Bradford could have to cope with thousands of new homes on top of the 50,000 that the Government has already said the district must build after Westminster announced it was moving the goalposts on increased housing.

A blueprint for regional development is being revised by the Government to take account of the latest population growth projections.

The Regional Spatial Strategy already calls for 50,000 new homes in the district by 2026, which the Council already believes is too much for the district.

New figures could see an increase regionally by up to 35 per cent – with Bradford predicted to be hit with extra homes.

Authorities are now being consulted on the changes, which could see the current strategy figure of 22,260 new homes a year in Yorkshire and Humber, leap to 30,000 a year.

It is proposed that some of the housing originally planned for North Yorkshire and the Humber region will now be built in West Yorkshire and South Yorkshire due to environmental pressures in North Yorkshire and a declining demand for housing in the Humber area. Councillor Anne Hawkesworth, Bradford Council’s executive member for environment and culture, said: “We had concerns about the original allocations for the district, particularly in terms of congestion and pressure on greenfield sites.

“The Government needs to understand the impact this will have on an ageing and already-stretched infrastructure and the need for massive investment to achieve even 50,000 dwellings.

“The new proposals mean we could take on even more housing allocations from elsewhere in the region, and we are asking the Government to think again about what this will mean for the district.

“We have done a considerable amount of work preparing for 50,000 extra homes and these new proposals mean we will have to effectively start again.”

The Council is also objecting to one of the options designed to accommodate the extra growth, which would focus on larger settlements such as Bradford, resulting in substantial expansion into the greenbelt.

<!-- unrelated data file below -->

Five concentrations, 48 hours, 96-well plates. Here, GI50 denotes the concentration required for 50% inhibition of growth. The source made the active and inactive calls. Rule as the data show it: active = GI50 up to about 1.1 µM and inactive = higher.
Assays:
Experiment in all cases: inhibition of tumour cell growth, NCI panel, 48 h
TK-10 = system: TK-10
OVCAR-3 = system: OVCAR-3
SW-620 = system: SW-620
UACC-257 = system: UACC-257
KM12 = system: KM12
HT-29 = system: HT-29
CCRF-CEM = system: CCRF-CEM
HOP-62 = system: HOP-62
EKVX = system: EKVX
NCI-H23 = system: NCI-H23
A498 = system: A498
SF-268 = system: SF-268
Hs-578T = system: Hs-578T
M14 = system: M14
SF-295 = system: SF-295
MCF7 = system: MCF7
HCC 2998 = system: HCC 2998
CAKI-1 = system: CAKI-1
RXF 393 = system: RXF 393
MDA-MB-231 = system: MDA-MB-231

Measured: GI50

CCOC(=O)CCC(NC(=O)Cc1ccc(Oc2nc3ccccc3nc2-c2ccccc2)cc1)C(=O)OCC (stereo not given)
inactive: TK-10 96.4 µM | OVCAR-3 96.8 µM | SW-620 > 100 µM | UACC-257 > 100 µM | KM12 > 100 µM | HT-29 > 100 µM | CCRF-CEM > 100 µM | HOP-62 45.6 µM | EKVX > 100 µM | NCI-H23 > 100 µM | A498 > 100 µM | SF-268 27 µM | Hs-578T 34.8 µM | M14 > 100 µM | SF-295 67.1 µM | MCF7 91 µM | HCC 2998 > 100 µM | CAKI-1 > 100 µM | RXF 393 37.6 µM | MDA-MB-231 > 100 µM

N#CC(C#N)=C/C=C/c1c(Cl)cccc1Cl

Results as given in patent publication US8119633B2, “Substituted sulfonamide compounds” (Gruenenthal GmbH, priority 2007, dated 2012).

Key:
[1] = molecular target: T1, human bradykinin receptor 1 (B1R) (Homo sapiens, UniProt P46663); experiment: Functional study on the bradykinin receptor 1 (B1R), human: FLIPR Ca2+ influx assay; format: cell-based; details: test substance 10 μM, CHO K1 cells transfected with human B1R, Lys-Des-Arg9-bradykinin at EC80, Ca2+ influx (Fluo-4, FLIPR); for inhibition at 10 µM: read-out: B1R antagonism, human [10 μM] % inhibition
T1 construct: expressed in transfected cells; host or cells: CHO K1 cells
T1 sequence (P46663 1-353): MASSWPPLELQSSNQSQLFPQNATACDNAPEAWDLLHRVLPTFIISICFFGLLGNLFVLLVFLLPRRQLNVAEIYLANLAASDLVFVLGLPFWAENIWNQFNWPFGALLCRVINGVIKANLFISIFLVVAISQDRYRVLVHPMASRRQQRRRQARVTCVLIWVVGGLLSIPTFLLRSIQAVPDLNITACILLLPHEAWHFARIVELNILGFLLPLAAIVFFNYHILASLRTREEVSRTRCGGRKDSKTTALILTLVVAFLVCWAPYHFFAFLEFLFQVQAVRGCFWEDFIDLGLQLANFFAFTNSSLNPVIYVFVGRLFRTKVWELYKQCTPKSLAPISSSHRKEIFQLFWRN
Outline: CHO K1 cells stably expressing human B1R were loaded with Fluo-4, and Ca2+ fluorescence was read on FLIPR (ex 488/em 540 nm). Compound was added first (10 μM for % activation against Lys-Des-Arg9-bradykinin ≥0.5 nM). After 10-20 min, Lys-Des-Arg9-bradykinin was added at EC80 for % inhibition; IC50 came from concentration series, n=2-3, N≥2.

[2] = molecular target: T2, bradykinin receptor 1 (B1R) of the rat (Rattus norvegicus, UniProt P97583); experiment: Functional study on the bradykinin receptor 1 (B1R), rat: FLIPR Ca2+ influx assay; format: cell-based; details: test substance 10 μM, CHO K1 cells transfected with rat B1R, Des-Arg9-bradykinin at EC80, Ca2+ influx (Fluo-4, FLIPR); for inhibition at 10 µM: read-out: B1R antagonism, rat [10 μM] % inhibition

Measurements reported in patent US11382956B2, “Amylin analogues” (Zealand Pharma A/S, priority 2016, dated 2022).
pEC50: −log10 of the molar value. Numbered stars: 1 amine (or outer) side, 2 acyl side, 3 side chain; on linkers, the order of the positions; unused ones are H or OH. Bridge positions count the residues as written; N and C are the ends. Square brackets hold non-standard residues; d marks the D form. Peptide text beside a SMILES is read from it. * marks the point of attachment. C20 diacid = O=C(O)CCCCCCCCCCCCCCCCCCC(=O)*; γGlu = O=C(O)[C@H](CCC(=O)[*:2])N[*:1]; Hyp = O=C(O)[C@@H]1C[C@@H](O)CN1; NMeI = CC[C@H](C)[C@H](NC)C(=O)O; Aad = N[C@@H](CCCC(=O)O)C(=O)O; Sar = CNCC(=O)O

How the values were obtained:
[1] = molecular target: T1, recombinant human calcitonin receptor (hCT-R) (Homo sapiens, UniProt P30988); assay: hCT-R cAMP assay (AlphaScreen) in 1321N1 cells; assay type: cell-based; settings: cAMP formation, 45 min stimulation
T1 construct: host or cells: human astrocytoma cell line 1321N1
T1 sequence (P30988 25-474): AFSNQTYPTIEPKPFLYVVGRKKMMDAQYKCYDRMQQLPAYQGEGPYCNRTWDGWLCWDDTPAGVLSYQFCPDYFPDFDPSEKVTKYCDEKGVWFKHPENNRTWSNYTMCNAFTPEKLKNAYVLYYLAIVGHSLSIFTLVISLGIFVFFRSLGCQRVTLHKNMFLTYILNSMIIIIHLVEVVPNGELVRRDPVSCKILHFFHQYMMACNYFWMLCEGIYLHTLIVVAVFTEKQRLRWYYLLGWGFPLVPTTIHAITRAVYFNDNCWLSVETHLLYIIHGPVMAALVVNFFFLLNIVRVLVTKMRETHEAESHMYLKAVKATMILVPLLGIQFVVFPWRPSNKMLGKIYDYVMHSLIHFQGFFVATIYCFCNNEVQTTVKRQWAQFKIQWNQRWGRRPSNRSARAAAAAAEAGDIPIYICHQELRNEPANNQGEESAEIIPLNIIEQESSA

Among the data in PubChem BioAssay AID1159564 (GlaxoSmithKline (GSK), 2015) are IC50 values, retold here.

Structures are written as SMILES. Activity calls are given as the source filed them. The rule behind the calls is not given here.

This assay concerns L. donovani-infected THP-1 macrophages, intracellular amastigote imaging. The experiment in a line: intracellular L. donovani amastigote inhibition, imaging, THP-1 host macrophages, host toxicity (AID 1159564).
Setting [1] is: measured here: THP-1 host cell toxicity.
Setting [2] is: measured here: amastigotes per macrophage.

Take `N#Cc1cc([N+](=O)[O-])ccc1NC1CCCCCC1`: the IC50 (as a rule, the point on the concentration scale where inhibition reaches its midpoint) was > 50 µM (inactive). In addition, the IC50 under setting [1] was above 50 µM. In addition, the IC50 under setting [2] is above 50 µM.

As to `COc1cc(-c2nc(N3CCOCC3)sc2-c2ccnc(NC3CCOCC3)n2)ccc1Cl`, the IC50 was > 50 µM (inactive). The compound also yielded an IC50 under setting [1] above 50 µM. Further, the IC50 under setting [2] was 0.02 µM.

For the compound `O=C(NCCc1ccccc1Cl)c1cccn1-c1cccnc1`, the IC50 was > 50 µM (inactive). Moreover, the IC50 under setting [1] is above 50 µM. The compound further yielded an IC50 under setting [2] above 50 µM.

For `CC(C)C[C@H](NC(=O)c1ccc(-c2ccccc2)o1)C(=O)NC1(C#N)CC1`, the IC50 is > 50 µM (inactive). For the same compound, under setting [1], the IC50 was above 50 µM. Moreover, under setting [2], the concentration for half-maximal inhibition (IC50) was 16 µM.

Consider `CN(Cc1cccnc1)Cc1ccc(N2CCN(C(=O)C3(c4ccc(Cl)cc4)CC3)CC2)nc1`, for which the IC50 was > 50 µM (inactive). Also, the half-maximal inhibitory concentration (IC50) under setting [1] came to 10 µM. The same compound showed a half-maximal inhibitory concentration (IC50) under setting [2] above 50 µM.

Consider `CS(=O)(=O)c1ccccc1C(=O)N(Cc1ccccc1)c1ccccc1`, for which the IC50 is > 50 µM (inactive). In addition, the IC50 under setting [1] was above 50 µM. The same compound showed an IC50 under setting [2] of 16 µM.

Coun Hawkesworth’s team are suggesting that their policy of concentrating development on brownfield – or previously developed land – should be adopted. In the last two years more than 80 per cent of new housing in the district has been on such brownfield land.

In May last year the revised spatial strategy was revealed, which recognised Bradford as a key city in its own right.

It follows pressure from the Council for the district to be given greater recognition. They feared Bradford had been undervalued in the draft document and was being seen as subservient to Leeds. But the revised strategy shows that future growth and development will now be focused around four so-called “regional cities” – Leeds, Hull, Sheffield and Bradford.

The number of homes expected in the plan has already jumped. The original draft version said 31,420 homes should be built over the following 15 years.

But an amendment in September 2007 increased the number to 54,840 over 20 years. About 4,000 properties have been completed, leaving the Council needing to find space for 50,000 homes by 2026. It also nearly doubles the yearly target from 1,390 to 2,700.

There have also been concerns that Bradford’s green belt could be used to ease the growing housing crisis.

The Council’s response to the latest changes will be discussed by the executive which meets on Tuesday at 2pm at City Hall.

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